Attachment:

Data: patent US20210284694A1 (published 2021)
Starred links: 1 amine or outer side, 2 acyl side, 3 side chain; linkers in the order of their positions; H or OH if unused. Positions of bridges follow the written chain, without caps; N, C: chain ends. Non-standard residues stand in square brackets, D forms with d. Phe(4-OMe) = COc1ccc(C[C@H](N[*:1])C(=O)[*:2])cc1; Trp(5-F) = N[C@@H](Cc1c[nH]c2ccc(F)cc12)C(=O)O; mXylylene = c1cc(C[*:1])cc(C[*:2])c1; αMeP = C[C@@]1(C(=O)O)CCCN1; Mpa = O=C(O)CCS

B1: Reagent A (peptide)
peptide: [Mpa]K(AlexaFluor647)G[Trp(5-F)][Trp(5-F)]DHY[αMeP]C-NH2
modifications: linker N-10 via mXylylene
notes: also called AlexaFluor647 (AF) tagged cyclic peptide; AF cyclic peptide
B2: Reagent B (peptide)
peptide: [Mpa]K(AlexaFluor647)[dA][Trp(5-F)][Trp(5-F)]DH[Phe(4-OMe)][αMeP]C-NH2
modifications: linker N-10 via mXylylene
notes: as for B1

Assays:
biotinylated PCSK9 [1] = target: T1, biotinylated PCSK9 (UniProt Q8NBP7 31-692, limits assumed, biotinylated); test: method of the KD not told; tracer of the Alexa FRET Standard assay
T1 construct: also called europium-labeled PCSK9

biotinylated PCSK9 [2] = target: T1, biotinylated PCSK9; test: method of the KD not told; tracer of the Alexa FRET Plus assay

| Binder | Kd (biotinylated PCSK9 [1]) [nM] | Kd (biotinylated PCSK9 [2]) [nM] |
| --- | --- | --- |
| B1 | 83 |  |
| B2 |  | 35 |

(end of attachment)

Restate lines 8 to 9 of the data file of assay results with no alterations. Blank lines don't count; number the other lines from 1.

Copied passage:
peptide: [Mpa]K(AlexaFluor647)[dA][Trp(5-F)][Trp(5-F)]DH[Phe(4-OMe)][αMeP]C-NH2
modifications: linker N-10 via mXylylene